Job ID: 84828
Postdoc Position in Neuroscience of Regeneration at Karolinska Institute
Position: Post-doctoral Position
Deadline: 30 September 2022
Contract Length: 2+2 years
Institution: Karolinska Institutet
We are looking for a post-doctoral researcher with an interest in neuroplasticity and regeneration. The offered position is part of ongoing projects regarding the plasticity of neuronal network organization under physiological (exercise/training) and pathophysiological conditions (injury). To address this issue, we take advantage of the experimental amenability of the genetically powerful model system of the zebrafish – whose circuitry is relatively simple, better understood, and produces a measurable and robust behavioral output.
We offer an attractive workplace with a young and highly motivated team and an internationally highly relevant scientific topic related to dynamics in neuronal network function.
- Ph.D. degree in neuroscience or related discipline (within the past two years),
- Documented ability to perform whole-cell patch-clamp recordings (with at least one publication) and/or documented experience in neuroanatomy (immunohistochemistry, in-situ hybridization).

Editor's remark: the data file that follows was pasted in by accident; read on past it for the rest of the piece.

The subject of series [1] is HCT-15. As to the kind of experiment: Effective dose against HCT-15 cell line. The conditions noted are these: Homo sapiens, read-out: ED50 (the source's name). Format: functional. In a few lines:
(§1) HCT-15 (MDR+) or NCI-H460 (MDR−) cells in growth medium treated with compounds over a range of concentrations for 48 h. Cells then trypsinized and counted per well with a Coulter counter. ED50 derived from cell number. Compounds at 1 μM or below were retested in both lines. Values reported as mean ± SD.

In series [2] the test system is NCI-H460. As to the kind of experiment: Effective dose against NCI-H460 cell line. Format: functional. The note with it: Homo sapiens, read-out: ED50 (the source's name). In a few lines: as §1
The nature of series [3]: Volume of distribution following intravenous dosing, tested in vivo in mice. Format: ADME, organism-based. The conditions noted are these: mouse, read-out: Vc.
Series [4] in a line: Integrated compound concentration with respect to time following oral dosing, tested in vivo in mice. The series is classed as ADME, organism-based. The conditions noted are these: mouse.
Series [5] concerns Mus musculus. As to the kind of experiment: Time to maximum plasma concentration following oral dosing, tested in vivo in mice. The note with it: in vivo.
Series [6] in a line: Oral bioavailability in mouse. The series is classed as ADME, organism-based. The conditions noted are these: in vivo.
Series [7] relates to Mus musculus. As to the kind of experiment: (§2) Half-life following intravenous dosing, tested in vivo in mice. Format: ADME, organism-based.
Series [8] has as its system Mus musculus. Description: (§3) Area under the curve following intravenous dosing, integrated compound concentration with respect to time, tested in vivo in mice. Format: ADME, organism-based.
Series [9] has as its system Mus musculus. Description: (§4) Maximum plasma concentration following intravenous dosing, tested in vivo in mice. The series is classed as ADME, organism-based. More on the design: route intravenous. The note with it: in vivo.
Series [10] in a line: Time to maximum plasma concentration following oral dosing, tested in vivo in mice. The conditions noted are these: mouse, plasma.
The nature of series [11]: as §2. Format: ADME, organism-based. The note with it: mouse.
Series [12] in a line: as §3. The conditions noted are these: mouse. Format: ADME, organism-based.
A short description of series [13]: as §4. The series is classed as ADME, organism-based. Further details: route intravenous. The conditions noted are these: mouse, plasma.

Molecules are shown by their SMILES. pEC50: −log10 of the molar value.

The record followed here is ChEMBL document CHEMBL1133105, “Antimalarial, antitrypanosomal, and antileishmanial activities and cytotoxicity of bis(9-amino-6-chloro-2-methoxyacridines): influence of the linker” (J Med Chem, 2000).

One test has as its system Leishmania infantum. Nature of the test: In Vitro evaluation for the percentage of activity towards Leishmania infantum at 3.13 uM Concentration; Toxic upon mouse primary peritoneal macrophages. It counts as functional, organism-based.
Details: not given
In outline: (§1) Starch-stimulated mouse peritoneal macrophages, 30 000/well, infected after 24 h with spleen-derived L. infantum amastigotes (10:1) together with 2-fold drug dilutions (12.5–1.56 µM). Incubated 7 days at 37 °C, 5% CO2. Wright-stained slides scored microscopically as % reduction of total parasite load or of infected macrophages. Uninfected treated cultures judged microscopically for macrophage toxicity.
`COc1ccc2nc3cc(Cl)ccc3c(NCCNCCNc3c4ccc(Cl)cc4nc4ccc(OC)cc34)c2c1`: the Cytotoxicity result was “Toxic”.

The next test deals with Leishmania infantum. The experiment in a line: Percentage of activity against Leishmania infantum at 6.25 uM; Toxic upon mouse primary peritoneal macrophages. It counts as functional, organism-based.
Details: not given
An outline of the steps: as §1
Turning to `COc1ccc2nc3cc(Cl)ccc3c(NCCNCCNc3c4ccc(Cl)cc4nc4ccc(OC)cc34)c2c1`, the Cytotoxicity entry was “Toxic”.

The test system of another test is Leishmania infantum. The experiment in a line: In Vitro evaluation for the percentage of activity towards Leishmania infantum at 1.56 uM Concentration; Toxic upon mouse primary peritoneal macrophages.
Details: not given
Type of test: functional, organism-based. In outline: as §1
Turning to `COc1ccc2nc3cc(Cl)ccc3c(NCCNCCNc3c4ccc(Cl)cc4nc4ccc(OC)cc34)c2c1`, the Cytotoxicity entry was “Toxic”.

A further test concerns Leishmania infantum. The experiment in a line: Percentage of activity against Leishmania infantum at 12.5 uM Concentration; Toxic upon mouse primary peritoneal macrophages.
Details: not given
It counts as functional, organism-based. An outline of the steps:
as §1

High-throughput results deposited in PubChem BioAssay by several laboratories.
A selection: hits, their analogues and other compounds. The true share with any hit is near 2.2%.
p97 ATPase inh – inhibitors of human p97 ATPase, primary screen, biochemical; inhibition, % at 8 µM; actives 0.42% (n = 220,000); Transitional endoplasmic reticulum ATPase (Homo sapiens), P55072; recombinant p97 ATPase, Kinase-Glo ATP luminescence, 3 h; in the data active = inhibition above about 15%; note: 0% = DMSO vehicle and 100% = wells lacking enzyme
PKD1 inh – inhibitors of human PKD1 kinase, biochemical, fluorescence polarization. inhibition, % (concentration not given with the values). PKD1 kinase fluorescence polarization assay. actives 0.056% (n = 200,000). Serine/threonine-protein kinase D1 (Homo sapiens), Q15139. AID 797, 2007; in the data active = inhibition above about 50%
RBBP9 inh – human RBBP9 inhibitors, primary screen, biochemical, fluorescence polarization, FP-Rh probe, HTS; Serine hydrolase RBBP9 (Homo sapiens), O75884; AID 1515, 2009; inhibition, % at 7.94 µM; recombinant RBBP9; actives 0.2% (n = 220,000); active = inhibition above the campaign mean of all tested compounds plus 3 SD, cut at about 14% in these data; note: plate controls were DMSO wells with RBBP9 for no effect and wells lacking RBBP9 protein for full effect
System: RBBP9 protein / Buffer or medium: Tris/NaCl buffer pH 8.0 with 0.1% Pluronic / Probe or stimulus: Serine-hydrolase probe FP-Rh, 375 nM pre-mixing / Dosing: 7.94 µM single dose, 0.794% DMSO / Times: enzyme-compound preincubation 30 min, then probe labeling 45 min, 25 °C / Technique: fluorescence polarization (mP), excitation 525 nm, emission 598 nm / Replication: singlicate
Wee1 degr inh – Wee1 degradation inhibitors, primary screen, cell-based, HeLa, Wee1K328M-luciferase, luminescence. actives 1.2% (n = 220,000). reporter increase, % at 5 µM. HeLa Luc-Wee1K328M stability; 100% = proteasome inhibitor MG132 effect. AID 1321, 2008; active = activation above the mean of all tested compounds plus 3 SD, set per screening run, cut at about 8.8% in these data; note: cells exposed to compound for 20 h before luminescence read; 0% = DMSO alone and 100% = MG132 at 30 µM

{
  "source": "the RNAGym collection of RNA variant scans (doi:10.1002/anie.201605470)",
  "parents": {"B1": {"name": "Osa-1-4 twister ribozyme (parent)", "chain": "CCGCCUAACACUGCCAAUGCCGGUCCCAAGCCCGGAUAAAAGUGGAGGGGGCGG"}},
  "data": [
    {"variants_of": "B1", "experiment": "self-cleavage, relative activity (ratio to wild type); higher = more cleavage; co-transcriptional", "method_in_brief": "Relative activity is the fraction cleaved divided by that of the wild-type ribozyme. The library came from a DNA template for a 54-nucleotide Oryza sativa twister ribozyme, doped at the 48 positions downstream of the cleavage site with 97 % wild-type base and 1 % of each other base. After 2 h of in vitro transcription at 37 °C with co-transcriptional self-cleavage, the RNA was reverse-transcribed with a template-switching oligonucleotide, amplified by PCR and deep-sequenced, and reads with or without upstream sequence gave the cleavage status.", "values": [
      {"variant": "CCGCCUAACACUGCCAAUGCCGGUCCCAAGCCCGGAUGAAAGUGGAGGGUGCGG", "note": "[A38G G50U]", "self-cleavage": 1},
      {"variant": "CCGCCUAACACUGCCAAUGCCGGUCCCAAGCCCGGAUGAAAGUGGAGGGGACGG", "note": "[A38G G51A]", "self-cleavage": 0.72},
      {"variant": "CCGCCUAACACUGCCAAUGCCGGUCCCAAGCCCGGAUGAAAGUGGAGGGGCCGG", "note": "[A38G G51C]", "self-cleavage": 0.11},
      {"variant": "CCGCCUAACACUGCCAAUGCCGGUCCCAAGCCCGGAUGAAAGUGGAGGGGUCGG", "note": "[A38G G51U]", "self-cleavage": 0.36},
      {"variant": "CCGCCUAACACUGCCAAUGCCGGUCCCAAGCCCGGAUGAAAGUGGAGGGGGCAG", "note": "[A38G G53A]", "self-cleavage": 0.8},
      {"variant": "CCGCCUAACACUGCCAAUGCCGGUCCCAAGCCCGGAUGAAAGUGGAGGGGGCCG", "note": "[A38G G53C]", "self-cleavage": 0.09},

- Excellent oral and written communication skills in English
- Experience with fish as a model system
The position is available as soon as possible.
Applications should include a detailed CV with a publication list and a brief statement of research experience and interests (~0.5-page).
- Chang, W., Pedroni, A., Bertuzzi, M., Kizil, C., Simon, A., and Ampatzis, K. (2021). Locomotion dependent neuron-glia interactions control neurogenesis and regeneration in the adult zebrafish spinal cord. Nature Communications 12, 4857.
- Chang, W., Pedroni, A., Hohendorf, V., Giacomello, S., Hibi, M., Köster, R.W., and Ampatzis, K. (2020). Functionally distinct Purkinje cell types show temporal precision in encoding locomotion. PNAS 117, 17330–17337.
- Pedroni, A., and Ampatzis, K. (2019). Large-Scale Analysis of the Diversity and Complexity of the Adult Spinal Cord Neurotransmitter Typology. iScience 19, 1189–1201.
- Bertuzzi, M., Chang, W., and Ampatzis, K. (2018). Adult spinal motoneurons change their neurotransmitter phenotype to control locomotion. PNAS 115, E9926–E9933.